≡ Main Menu

Meth Withdrawal Symptoms + Timeline

Methamphetamine, commonly referred to as “Meth,” is a potent psychostimulant of both the amphetamine and phenethylamine classes that is used to treat both ADHD and obesity. This stimulant is also used on a recreational basis in the form of Crystal Meth or “crystallized” form.   Many people use it simply to achieve a high, party, and/or to boost sexual performance. It is considered a Schedule II controlled substance in the United States – meaning it has a high potential for both abuse and dependence.

There are a variety of people that take meth – for various types of purposes. Some people take it to get high, others take it to treat their ADHD or reduce their obesity. The major problem associated with methamphetamine usage is that it can damage dopamine and serotonin neurons in the central nervous system. In general terms, this means that it can kill brain cells and possibly lead to brain damage over the long term.

For this reason, many people that take it end up going through with a withdrawal process. Since it is a potent stimulant, the withdrawal process may be difficult – especially if you have used the drug for an extended period of time. While on the drug you may have experienced a boosted mood, increases in energy levels, and improved focus – you feel great. However this is a drug-induced state that isn’t sustainable for the long term. When coming off the drug, you may feel the polar opposite – very depressed, fatigued, and unfocused.

Factors that may influence Meth withdrawal include

There are many factors that play a role in determining how easily you are able to stop using meth. These include things like: time you’ve taken meth, the amount you’ve taken, whether you are dependent upon the drug for everyday functioning, and how gradually you taper from the drug. Most people have a pretty difficult time coming off of meth because they get addicted to the experience of taking it.

1. Time Span

How long were you taking Meth? If you have used this substance for an extended period of time, this could have an impact on withdrawal. Any drug that is used over the long term becomes a way for us to cope with our environment and reality. The longer you are on this particular drug, the lazier your brain becomes because it is constantly getting fed a stimulant.

If you were only on Meth for the short term, you should have an easier time withdrawing. People that have used Meth daily for years are going to have a significantly more difficult time withdrawing.

2. Dosage (Tolerance)

Typically the higher dosage you are taking of methamphetamine, the greater tolerance you will develop. People become tolerant to lower doses of this drug pretty quickly, and thus continuously have to increase the dosage. It should be easier to come off of the drug if you weren’t on a super high dose. Generally the more tolerant you become to this particular substance, the greater the difficulty you are going to have with the withdrawal process.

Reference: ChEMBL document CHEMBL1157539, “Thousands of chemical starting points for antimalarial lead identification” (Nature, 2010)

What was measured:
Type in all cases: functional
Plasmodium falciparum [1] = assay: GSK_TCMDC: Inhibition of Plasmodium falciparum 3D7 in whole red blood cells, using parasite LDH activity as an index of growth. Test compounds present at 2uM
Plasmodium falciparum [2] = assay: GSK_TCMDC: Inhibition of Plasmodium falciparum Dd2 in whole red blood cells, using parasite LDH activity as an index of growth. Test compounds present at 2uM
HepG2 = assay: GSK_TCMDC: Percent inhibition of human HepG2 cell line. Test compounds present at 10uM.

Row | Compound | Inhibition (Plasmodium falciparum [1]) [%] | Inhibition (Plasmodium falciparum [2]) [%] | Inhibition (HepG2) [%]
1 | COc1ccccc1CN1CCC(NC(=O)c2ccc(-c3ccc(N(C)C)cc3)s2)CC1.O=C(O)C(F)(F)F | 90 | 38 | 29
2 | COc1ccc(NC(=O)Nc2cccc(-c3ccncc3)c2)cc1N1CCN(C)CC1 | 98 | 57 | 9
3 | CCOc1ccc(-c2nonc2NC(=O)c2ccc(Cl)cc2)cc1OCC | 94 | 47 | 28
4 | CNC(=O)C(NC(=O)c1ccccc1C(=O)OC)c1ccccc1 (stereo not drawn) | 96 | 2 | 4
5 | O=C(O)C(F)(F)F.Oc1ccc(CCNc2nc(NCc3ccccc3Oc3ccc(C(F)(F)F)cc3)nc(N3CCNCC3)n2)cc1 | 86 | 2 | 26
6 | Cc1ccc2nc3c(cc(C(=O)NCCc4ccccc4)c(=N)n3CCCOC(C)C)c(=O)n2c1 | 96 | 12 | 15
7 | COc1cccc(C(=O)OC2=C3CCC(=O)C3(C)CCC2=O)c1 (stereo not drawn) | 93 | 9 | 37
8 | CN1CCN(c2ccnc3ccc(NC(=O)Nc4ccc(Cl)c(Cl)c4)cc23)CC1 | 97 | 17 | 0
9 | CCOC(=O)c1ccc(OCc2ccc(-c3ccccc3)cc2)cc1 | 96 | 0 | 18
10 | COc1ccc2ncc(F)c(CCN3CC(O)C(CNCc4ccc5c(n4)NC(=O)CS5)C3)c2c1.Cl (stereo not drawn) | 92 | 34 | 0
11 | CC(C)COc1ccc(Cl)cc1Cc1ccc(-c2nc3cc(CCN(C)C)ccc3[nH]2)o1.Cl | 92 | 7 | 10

3. Personal factors

Your individual physiology as well as environment are going to play a huge role in determining how difficult the withdrawal process is. If you go to a rehab clinic, you are going to have all the support you need and aren’t going to have any major triggers around that could lead to relapse.

Some people have an easier time coming off of various substances like meth than others – it all depends on the person. Someone with an addictive personality may demonstrate significant difficulty coming off of meth, whereas another person may be able to quit with relatively little hardship.

4. Cold turkey vs. tapering

In most cases, people that quit this particular drug do so by stopping “cold turkey.” In other words, they quit from whatever dose they were currently taking and never look back. Obviously it is probably more favorable to taper off of any substance like methamphetamine, so if you can afford to take the time to gradually taper yourself off, it will probably be easier.

With that said, some people cannot handle the “tapering” method because it becomes too tempting to use more of the drug during the process – many people cannot control themselves. If you don’t think you can handle a “taper” down from your high dose, make sure you are braced to really feel the effects of quitting cold turkey.

5. Dependency

Among individuals that were using methamphetamine to help treat a condition such as ADHD, they should know that there are safer options available. Standard “amphetamines” aren’t associated with the long term detrimental effects of methamphetamine. Additionally, there is a high potential for both abuse and addiction with this particular drug.

If you have become dependent on this drug for daily functioning and have developed a high tolerance, the withdrawal process may be more difficult. Although there are some individuals that have used this drug and successfully stopped without becoming addicted, the effects are so potent that many become dependent on the Meth.

Meth Withdrawal Symptoms: List of Possibilities

Below are a list of possible symptoms that you may experience when you first stop using Meth.  It is important to recognize that you may not experience all of the symptoms listed below.  These are just a collective of what you could possibly experience.  Most individuals that withdraw from this drug experience stages of: low energy, cravings, and depression.

  • Anhedonia: A person coming off of methamphetamine may experience anhedonia or the inability to feel or experience pleasure. This is related to the fact that their consistent meth use has depleted their brain’s natural stores of dopamine. In order for the person to experience pleasure in the future, they need to give their brain an extended period of time to naturally replenish the dopamine.  This is similar to the negative symptoms of schizophrenia.